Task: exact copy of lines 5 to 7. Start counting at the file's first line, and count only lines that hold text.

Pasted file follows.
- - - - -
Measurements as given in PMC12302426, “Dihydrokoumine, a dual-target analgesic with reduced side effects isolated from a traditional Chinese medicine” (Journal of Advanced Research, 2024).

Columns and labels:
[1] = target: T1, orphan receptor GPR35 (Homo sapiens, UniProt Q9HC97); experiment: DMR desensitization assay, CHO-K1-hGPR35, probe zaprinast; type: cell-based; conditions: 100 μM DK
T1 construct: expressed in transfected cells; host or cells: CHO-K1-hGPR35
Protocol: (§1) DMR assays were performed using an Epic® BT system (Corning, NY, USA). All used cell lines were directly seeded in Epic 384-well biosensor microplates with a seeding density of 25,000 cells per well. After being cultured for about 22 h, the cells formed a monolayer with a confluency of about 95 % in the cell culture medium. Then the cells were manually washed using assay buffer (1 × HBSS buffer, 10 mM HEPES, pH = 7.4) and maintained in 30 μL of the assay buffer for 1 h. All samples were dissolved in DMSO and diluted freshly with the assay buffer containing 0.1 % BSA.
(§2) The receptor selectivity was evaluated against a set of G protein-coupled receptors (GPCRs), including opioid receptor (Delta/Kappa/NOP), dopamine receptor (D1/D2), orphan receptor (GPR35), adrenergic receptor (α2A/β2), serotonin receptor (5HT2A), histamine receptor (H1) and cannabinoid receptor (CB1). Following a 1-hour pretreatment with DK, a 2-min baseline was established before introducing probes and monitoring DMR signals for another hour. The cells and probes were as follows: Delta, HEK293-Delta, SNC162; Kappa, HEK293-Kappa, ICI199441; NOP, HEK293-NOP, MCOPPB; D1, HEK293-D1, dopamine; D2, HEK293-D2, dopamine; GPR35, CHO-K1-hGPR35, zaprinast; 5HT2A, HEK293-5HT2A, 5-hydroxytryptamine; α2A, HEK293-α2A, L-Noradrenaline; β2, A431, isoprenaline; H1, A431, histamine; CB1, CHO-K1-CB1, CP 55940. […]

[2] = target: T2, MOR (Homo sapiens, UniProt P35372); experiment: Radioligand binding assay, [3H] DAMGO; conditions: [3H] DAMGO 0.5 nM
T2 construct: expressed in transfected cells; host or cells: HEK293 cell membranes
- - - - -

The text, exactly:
Protocol: (§1) DMR assays were performed using an Epic® BT system (Corning, NY, USA). All used cell lines were directly seeded in Epic 384-well biosensor microplates with a seeding density of 25,000 cells per well. After being cultured for about 22 h, the cells formed a monolayer with a confluency of about 95 % in the cell culture medium. Then the cells were manually washed using assay buffer (1 × HBSS buffer, 10 mM HEPES, pH = 7.4) and maintained in 30 μL of the assay buffer for 1 h. All samples were dissolved in DMSO and diluted freshly with the assay buffer containing 0.1 % BSA.
(§2) The receptor selectivity was evaluated against a set of G protein-coupled receptors (GPCRs), including opioid receptor (Delta/Kappa/NOP), dopamine receptor (D1/D2), orphan receptor (GPR35), adrenergic receptor (α2A/β2), serotonin receptor (5HT2A), histamine receptor (H1) and cannabinoid receptor (CB1). Following a 1-hour pretreatment with DK, a 2-min baseline was established before introducing probes and monitoring DMR signals for another hour. The cells and probes were as follows: Delta, HEK293-Delta, SNC162; Kappa, HEK293-Kappa, ICI199441; NOP, HEK293-NOP, MCOPPB; D1, HEK293-D1, dopamine; D2, HEK293-D2, dopamine; GPR35, CHO-K1-hGPR35, zaprinast; 5HT2A, HEK293-5HT2A, 5-hydroxytryptamine; α2A, HEK293-α2A, L-Noradrenaline; β2, A431, isoprenaline; H1, A431, histamine; CB1, CHO-K1-CB1, CP 55940. […]

[2] = target: T2, MOR (Homo sapiens, UniProt P35372); experiment: Radioligand binding assay, [3H] DAMGO; conditions: [3H] DAMGO 0.5 nM